And now, to the part you really want to hear about—the features! Note that some features are much more fleshed out than others.
Recipes (Extensible Task-Based Tooling)
Some tasks require you to manipulate multiple sections of an application. For example, if you want to add an Ajax grid to a view, you’ll need to generate the view code to render the HTML markup for the grid, create the data-access classes to display in the grid, and add the controller class that the Ajax grid can call asynchronously to retrieve the data. Recipes are going to help with that.
An ASP.NET MVC 4 recipe is a dialog box delivered via NuGet with associated user interface (UI) and code used to automate a specific task. For example, implementing OAuth-based authentication will probably never be as simple as calling a single method, because it requires multiple settings and multiple pieces of UI. A recipe for implementing OAuth authentication might therefore provide a UI that asks you for the settings and then generates all the necessary code.
Some ideas for potential recipes include the following:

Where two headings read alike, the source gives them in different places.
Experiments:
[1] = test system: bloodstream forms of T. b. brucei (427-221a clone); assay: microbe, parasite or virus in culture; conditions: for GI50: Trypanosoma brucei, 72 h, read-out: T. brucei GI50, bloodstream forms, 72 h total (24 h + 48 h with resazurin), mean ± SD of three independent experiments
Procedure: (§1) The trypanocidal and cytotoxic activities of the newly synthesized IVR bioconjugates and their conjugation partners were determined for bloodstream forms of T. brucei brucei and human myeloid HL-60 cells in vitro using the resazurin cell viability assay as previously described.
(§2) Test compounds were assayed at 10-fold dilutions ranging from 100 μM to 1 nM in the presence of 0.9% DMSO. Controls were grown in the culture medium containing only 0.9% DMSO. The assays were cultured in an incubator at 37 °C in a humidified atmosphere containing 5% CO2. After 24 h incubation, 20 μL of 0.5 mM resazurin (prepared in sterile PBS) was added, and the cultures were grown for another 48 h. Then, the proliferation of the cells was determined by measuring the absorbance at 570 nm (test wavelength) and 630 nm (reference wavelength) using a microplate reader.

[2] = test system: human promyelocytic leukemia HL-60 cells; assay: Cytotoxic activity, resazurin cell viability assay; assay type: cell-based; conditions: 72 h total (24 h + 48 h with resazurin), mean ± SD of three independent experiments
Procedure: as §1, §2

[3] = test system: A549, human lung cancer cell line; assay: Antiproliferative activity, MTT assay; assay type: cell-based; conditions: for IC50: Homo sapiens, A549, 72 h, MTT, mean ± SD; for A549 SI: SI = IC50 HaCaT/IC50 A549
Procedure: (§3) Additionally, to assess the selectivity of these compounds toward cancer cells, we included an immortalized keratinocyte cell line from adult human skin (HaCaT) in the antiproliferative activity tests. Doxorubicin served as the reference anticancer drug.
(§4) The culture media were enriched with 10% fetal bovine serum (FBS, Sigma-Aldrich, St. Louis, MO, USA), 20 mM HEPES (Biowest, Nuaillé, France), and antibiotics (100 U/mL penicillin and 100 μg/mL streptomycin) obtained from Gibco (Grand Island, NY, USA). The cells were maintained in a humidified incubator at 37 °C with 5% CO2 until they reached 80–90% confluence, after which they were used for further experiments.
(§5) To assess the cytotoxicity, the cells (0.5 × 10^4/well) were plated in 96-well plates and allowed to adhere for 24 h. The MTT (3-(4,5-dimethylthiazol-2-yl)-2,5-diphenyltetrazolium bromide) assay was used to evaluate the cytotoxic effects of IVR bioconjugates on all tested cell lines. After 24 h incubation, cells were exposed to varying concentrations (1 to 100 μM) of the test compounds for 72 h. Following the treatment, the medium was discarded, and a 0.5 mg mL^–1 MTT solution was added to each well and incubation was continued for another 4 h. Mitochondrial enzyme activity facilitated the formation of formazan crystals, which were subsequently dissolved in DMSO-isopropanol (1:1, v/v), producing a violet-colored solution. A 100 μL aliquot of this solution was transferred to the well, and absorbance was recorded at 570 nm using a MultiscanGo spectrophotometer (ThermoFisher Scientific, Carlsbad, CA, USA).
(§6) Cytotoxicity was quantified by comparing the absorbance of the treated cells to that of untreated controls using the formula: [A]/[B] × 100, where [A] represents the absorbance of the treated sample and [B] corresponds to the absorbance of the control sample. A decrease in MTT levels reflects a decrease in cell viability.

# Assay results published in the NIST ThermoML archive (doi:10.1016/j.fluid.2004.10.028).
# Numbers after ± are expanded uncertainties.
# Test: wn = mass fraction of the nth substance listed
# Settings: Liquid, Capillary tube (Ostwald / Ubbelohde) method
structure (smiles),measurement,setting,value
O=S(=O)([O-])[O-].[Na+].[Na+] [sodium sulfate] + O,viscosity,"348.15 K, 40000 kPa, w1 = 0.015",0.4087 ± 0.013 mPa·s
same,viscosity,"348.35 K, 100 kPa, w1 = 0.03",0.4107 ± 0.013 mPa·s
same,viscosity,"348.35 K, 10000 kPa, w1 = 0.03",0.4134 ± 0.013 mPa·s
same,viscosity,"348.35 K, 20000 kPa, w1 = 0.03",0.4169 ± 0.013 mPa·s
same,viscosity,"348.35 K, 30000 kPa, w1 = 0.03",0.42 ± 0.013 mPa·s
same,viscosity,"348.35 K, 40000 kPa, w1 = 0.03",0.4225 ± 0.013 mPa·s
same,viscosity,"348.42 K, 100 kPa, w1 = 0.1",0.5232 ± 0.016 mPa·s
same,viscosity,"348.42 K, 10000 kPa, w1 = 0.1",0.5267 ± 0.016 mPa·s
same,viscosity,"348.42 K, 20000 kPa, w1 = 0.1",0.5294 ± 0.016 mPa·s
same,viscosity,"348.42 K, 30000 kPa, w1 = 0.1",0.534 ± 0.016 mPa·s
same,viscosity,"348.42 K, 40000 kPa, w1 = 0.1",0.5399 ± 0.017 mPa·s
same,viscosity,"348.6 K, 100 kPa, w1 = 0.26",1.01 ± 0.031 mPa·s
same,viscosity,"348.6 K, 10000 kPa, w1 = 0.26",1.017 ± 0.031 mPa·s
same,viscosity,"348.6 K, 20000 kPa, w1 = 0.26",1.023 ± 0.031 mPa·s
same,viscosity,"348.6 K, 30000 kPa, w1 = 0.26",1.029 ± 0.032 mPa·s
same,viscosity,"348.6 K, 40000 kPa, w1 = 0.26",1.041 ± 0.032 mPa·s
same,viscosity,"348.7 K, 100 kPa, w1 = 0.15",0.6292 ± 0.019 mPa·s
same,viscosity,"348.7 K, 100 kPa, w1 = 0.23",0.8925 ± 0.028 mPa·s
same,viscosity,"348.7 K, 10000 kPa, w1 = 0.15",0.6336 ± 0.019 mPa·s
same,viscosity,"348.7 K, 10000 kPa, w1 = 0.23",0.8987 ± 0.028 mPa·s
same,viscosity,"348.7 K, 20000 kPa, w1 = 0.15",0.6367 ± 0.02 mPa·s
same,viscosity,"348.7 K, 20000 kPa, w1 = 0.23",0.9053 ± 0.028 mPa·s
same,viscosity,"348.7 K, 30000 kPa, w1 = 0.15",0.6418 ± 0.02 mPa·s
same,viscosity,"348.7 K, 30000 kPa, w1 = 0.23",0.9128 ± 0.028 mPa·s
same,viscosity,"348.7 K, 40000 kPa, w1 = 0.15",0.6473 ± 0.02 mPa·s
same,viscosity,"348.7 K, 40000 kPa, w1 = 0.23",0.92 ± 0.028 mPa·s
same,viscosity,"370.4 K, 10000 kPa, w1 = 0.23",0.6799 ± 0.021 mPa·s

- Ajax grid
- Implementing OAuth-based authentication
- Support for claims-based authentication using Windows Identity Framework (WIF)
For the API, the idea is that the recipe developer gets an instance of a project interface that includes context about how the recipe was launched. This interface will provide an easy-to-use façade over the MVC project system without requiring the developer to learn the full DTE set of interfaces. However, the interface does provide access to the DTE in case the project interface is not sufficient.
As part of this work, we’re planning to build a number of built-in recipes. Candidates include OAuth support, Ajax grid, and WIF, as noted earlier. We’re looking for more ideas as well.